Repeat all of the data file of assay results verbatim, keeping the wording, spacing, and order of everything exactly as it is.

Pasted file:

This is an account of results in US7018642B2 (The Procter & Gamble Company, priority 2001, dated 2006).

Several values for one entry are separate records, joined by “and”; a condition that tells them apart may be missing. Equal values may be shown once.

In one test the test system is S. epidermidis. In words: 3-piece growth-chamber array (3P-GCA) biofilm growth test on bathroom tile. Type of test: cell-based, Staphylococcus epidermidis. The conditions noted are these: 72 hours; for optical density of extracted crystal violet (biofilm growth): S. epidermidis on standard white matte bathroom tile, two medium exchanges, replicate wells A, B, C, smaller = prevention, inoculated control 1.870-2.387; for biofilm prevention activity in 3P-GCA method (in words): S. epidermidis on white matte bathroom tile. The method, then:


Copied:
This is an account of results in US7018642B2 (The Procter & Gamble Company, priority 2001, dated 2006).

Several values for one entry are separate records, joined by “and”; a condition that tells them apart may be missing. Equal values may be shown once.

In one test the test system is S. epidermidis. In words: 3-piece growth-chamber array (3P-GCA) biofilm growth test on bathroom tile. Type of test: cell-based, Staphylococcus epidermidis. The conditions noted are these: 72 hours; for optical density of extracted crystal violet (biofilm growth): S. epidermidis on standard white matte bathroom tile, two medium exchanges, replicate wells A, B, C, smaller = prevention, inoculated control 1.870-2.387; for biofilm prevention activity in 3P-GCA method (in words): S. epidermidis on white matte bathroom tile. The method, then: